Brussels sprouts are among the most challenging crops to grow organically; they require a rich soil, a long growing season and are highly prone to fungal disease and, to a lesser extent, aphids and slugs. To spread the risk and prevent letting you down on the big day, we have split the crop between our farm in Yorkshire and organic growers in Lancashire and East Anglia. Here the colder, drier weather reduces the risk of fungal disease, which we felt was a better idea than expecting you to peel spotty Devon sprouts for Christmas. At the end of October it seemed like a smart plan but an incredible nine inches of November rain leached away most of the nitrogen below the rooting zone of the soil, bringing growth to an abrupt stop; it now looks like we will have a very small crop of very small sprouts. With a bit of work we still reckon we can find enough for the Christmas week vegboxes though, so no cause for panic.
We have finally had a proper frost which will improve the flavour of our parsnips and might slow the rampant growth of leeks, cabbage and kales, all of which are two to four weeks ahead of schedule. Some of you will get pain de sucre (also known as sugar loaf chicory) from our French farm over the next few weeks; looking a bit like a pale pointed cabbage but related to and tasting like a mild radicchio, they can be eaten in salads or cooked as you might endive.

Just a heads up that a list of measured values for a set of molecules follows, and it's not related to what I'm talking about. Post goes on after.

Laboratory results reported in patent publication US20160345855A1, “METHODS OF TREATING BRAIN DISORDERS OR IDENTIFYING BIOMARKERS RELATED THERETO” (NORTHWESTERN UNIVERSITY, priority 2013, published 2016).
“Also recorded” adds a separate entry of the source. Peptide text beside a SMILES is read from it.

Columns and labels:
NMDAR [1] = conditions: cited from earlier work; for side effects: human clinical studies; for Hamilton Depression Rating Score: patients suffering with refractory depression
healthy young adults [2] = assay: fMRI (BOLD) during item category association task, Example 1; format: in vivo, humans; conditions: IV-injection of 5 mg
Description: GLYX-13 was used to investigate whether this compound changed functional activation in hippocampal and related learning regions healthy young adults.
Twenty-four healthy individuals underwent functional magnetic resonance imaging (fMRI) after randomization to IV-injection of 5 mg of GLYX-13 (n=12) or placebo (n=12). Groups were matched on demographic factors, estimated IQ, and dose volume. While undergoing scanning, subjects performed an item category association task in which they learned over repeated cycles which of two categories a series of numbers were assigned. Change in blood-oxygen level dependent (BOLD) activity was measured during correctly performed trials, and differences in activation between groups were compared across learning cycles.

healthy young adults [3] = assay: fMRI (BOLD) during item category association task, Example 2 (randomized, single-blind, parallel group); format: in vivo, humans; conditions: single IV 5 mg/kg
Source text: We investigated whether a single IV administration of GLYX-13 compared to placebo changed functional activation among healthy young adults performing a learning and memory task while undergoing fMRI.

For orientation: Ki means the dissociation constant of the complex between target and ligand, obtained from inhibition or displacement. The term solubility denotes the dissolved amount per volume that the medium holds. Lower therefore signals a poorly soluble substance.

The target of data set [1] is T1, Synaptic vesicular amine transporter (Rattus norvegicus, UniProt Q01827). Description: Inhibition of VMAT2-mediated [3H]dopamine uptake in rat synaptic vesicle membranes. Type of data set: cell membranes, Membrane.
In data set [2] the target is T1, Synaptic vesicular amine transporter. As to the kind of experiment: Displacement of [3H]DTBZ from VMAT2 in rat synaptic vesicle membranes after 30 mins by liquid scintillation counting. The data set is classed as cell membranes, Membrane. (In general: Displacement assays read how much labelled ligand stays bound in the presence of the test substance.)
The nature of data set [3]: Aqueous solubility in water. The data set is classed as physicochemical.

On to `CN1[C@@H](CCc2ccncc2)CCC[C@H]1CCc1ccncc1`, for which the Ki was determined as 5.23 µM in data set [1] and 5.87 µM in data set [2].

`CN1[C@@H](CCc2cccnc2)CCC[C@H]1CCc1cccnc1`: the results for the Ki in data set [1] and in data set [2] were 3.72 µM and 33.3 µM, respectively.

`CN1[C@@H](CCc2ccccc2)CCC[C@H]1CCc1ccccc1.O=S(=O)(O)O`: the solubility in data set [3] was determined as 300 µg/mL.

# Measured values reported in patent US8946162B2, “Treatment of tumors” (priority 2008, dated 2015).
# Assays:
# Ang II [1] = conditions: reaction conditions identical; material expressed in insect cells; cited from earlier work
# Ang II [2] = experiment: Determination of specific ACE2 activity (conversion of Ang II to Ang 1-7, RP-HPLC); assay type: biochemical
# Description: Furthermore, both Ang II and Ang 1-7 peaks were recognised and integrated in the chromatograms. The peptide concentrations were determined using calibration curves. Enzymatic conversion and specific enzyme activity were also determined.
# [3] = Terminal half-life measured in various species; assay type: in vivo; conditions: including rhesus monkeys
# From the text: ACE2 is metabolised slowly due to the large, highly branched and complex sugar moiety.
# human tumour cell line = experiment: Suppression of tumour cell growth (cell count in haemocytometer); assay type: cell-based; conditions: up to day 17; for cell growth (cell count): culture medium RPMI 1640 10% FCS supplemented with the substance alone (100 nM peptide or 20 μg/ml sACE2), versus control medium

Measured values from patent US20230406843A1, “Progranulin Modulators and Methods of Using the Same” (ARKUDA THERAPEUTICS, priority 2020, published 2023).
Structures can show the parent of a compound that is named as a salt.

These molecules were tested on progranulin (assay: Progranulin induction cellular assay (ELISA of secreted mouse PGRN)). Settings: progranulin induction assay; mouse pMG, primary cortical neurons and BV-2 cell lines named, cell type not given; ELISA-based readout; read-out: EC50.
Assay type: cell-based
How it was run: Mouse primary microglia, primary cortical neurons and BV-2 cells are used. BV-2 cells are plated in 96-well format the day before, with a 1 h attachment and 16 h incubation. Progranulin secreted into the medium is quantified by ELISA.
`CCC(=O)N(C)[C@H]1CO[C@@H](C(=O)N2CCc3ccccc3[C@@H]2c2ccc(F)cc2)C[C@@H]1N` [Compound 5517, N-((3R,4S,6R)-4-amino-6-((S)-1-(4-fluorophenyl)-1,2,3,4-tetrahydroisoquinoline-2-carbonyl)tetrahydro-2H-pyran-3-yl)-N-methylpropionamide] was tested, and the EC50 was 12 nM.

When not cutting pain de sucre or pak choi from our tunnels, our team in France have been busy harvesting mistletoe from the hedges on our neighbours’ farms. Mistletoe is a parasitic plant that grows on a range of hosts, but particularly favours poplar and is very common in France. If left unchecked it can kill the tree so over the next couple of weeks we will be trimming the huge balls into sprigs which, all being well, will be in your boxes as a Christmas present the week commencing 8th December. Just in case anyone thinks this is my latest culinary craze, I better assert that mistletoe is poisonous and that this gift is intended to encourage revelry rather the culinary experimentation.